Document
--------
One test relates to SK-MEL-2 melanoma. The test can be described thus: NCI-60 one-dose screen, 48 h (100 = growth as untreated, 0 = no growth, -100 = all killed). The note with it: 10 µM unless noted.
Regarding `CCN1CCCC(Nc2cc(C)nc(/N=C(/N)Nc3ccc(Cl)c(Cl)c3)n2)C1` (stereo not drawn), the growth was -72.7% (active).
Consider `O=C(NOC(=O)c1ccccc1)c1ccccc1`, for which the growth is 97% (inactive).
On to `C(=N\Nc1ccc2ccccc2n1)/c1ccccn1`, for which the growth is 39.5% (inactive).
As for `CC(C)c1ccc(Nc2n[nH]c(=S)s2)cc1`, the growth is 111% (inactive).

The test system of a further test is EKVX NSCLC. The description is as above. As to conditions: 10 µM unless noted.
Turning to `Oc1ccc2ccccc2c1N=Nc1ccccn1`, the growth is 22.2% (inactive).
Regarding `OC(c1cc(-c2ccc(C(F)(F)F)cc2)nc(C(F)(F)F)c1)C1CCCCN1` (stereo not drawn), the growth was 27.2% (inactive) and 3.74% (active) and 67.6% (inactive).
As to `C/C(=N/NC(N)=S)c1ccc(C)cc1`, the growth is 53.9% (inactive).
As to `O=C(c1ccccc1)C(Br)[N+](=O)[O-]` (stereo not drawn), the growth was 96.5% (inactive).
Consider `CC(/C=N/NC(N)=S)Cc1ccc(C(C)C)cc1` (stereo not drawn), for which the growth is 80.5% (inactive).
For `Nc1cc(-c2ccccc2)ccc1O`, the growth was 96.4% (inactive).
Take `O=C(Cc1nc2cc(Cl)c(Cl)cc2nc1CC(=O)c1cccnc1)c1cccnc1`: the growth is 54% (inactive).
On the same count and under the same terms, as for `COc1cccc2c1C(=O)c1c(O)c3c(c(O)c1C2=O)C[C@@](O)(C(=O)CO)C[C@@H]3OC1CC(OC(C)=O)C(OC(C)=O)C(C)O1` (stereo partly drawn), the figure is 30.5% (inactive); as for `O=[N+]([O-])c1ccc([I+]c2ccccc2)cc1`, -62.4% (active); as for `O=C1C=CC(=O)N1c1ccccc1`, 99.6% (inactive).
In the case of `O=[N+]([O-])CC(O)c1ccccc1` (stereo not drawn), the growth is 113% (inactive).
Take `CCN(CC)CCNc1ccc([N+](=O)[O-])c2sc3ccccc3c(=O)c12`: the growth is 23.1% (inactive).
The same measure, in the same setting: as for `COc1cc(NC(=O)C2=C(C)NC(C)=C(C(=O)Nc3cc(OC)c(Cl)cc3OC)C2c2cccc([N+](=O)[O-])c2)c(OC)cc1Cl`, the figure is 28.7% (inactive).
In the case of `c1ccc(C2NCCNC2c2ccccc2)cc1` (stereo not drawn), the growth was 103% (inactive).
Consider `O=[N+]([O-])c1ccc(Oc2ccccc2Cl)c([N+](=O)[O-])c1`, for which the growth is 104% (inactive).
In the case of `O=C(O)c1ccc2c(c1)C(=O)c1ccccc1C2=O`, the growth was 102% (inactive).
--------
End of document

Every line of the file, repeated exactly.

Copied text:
One test relates to SK-MEL-2 melanoma. The test can be described thus: NCI-60 one-dose screen, 48 h (100 = growth as untreated, 0 = no growth, -100 = all killed). The note with it: 10 µM unless noted.
Regarding `CCN1CCCC(Nc2cc(C)nc(/N=C(/N)Nc3ccc(Cl)c(Cl)c3)n2)C1` (stereo not drawn), the growth was -72.7% (active).
Consider `O=C(NOC(=O)c1ccccc1)c1ccccc1`, for which the growth is 97% (inactive).
On to `C(=N\Nc1ccc2ccccc2n1)/c1ccccn1`, for which the growth is 39.5% (inactive).
As for `CC(C)c1ccc(Nc2n[nH]c(=S)s2)cc1`, the growth is 111% (inactive).

The test system of a further test is EKVX NSCLC. The description is as above. As to conditions: 10 µM unless noted.
Turning to `Oc1ccc2ccccc2c1N=Nc1ccccn1`, the growth is 22.2% (inactive).
Regarding `OC(c1cc(-c2ccc(C(F)(F)F)cc2)nc(C(F)(F)F)c1)C1CCCCN1` (stereo not drawn), the growth was 27.2% (inactive) and 3.74% (active) and 67.6% (inactive).
As to `C/C(=N/NC(N)=S)c1ccc(C)cc1`, the growth is 53.9% (inactive).
As to `O=C(c1ccccc1)C(Br)[N+](=O)[O-]` (stereo not drawn), the growth was 96.5% (inactive).
Consider `CC(/C=N/NC(N)=S)Cc1ccc(C(C)C)cc1` (stereo not drawn), for which the growth is 80.5% (inactive).
For `Nc1cc(-c2ccccc2)ccc1O`, the growth was 96.4% (inactive).
Take `O=C(Cc1nc2cc(Cl)c(Cl)cc2nc1CC(=O)c1cccnc1)c1cccnc1`: the growth is 54% (inactive).
On the same count and under the same terms, as for `COc1cccc2c1C(=O)c1c(O)c3c(c(O)c1C2=O)C[C@@](O)(C(=O)CO)C[C@@H]3OC1CC(OC(C)=O)C(OC(C)=O)C(C)O1` (stereo partly drawn), the figure is 30.5% (inactive); as for `O=[N+]([O-])c1ccc([I+]c2ccccc2)cc1`, -62.4% (active); as for `O=C1C=CC(=O)N1c1ccccc1`, 99.6% (inactive).
In the case of `O=[N+]([O-])CC(O)c1ccccc1` (stereo not drawn), the growth is 113% (inactive).
Take `CCN(CC)CCNc1ccc([N+](=O)[O-])c2sc3ccccc3c(=O)c12`: the growth is 23.1% (inactive).
The same measure, in the same setting: as for `COc1cc(NC(=O)C2=C(C)NC(C)=C(C(=O)Nc3cc(OC)c(Cl)cc3OC)C2c2cccc([N+](=O)[O-])c2)c(OC)cc1Cl`, the figure is 28.7% (inactive).
In the case of `c1ccc(C2NCCNC2c2ccccc2)cc1` (stereo not drawn), the growth was 103% (inactive).
Consider `O=[N+]([O-])c1ccc(Oc2ccccc2Cl)c([N+](=O)[O-])c1`, for which the growth is 104% (inactive).
In the case of `O=C(O)c1ccc2c(c1)C(=O)c1ccccc1C2=O`, the growth was 102% (inactive).